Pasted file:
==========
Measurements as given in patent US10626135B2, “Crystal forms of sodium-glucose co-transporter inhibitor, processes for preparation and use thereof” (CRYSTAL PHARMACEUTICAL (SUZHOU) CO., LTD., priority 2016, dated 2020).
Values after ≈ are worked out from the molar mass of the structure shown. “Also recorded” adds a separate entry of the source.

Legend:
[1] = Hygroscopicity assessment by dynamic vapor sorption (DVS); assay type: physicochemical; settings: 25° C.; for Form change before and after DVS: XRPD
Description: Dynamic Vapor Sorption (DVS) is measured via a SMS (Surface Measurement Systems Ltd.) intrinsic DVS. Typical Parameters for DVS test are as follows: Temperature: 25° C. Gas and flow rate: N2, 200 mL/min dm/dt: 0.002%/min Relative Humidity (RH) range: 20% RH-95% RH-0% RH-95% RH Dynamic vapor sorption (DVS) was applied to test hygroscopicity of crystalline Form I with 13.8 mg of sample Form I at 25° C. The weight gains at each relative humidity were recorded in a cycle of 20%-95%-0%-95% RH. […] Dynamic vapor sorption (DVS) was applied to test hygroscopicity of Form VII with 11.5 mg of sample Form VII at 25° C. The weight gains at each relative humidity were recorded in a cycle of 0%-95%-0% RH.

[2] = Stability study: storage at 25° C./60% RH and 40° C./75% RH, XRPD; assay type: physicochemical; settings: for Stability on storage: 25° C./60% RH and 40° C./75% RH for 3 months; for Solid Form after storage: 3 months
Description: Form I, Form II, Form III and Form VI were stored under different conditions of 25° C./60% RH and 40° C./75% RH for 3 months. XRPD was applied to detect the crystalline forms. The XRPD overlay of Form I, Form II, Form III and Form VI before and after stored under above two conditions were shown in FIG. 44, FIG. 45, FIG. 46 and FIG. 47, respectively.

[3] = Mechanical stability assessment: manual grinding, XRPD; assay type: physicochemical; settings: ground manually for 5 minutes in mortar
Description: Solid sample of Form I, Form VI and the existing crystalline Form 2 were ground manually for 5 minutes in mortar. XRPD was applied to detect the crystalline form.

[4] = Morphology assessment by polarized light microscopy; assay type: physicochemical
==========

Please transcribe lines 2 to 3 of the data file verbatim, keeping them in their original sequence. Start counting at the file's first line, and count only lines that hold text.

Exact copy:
Values after ≈ are worked out from the molar mass of the structure shown. “Also recorded” adds a separate entry of the source.

Legend: